1988 Topps BIG: a master set challenge!

11 Dec

1950’s nostalgia was running rampant in the 1980’s and Topps, the trading card company we all know and love, was not unaffected by this epidemic of nostalgia. In 1988, Topps launched Topps BIG, based in design off their 1956 issue including the slightly larger-than-standard size. Not only is this set an underappreciated ‘gem’ for it’s design, they look almost designed for TTM or in person autographs.

This set, in all it’s beauty and bountiful selection of players (330 in all), is full of variations, albeit minor ones, but for the obsessive-compulsive master set builder or variation collector, true variations they remain, nonetheless. Each of the 330 subjects can be found in at least 2 different printer’s designation variations: for the new readers, that is the little letter code before Topps copyrights (A*, B*, C*…for example). Some players, a lot in fact, have as many as 4 different at last count.

Check out the bottom-right of Fernando’s cards:

One shows: A*    .

Another shows: A*    *.

And the last shows:      B*.

This suggests that an A*B* version may be out there. Why Topps decided to mess around with which players appear on what sheets is beyond me, but I find it worth repeating: every player in the set has at least 2 different of these variations! Making the minimum total for a master set 660 cards!

Check out the even murkier “airbrushed” print designation variations. Topps decided to take what appears to be whiteout to the plates and (poorly) attempted to remove specific letters from the sheet codes:

A few of the more interesting variations that can also be found in this enigmatic set:

#39 Terry Steinbach.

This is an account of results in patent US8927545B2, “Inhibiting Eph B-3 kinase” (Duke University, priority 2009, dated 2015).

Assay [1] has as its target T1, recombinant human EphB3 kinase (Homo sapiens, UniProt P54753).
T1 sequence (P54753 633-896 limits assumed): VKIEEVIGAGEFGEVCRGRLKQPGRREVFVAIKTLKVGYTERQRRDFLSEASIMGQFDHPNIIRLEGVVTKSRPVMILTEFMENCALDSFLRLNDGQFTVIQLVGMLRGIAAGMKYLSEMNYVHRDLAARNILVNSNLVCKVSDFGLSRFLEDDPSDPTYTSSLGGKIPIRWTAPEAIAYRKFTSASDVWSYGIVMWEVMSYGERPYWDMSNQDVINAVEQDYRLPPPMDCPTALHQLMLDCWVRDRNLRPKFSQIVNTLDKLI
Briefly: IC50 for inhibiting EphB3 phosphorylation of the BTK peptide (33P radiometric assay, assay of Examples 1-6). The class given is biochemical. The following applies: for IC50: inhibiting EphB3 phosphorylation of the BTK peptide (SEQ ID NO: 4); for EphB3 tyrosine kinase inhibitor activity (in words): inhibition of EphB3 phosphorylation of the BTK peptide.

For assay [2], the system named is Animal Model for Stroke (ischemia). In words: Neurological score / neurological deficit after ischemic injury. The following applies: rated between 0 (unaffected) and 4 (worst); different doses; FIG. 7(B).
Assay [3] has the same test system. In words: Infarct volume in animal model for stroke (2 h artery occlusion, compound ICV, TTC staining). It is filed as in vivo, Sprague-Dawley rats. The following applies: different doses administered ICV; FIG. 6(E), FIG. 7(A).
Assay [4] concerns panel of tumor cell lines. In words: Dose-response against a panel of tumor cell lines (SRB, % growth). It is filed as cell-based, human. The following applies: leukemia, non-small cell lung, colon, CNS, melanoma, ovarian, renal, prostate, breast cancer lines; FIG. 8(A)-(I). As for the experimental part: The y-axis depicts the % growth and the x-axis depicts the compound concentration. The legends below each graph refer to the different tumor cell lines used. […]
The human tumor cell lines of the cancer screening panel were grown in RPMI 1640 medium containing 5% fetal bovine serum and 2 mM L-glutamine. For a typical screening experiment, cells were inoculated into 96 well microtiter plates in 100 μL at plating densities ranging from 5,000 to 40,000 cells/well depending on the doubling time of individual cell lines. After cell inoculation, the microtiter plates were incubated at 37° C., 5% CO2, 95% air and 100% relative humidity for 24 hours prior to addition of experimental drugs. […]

Can be found with a white or black Topps logo on front.

#14 Dale Murphy.

Missing the black ink at top of number/Topps logo and corrected. The missing top version is much tougher to find and I’ve yet to find one with a B* sheet code on back.

#104 Steve Buechele. Double copyright line and airbrushed versions. One version has the copyright line printed in both the bottom left corner and the bottom right corner. Another has the bottom right copyright line poorly airbrushed away. The final version just has the bottom left line with no trace of the bottom right’s existence.

So yeah, not exactly thrilling, probably not extremely rare, but for a player-collector such as myself, I find this set to be intriguing at the very least. Considering the the wide spectrum of players who appear in this set, from youngsters like Will Clark and Mark McGwire to beloved 1970’s stars like Ron Guidry appearing late in their careers, this set is full of many of our favorite players and is definitely worth a second look through your doubles to see what strange varieties you may find.


3 Responses to “1988 Topps BIG: a master set challenge!”

  1. mike January 8, 2010 at 6:28 pm #

    Just a note ragarding #381 California Angels Team Leaders with red stripe.

    I recently listed it on ebay with a $15 BIN and had no bites although a while back I got less than $10 on another via bidding.

    • junkwaxgems January 8, 2010 at 7:32 pm #

      Hi Mike,

      This is a perfect example of how not being listed/cataloged in the major guides negatively affects a variation. Many collectors of Topps master sets, error cards and oddities will pursue only those items that are listed in the SCD and Beckett guides or are well-known throughout the error and variation ‘circuit’.

      Hopefully this blog (and other sites like it) will bring a lot of exposure to these undocumented varieties, enough, at least, to warrant their inclusion in future editions of the major catalogs.

  2. Tina May 30, 2011 at 8:26 pm #

    I just went through my husbands boxes and boxes of baseball stuff. I came across a 1988 topps box with 4 players on the bottom and inside is suppose to have there stats. I know this from his numerous other boxes he has. But, this one particular box has not stats just the 4 players. Would there be any value on that? Thank you, Tina

Leave a Reply

Fill in your details below or click an icon to log in:

WordPress.com Logo

You are commenting using your WordPress.com account. Log Out / Change )

Twitter picture

You are commenting using your Twitter account. Log Out / Change )

Facebook photo

You are commenting using your Facebook account. Log Out / Change )

Google+ photo

You are commenting using your Google+ account. Log Out / Change )

Connecting to %s

%d bloggers like this: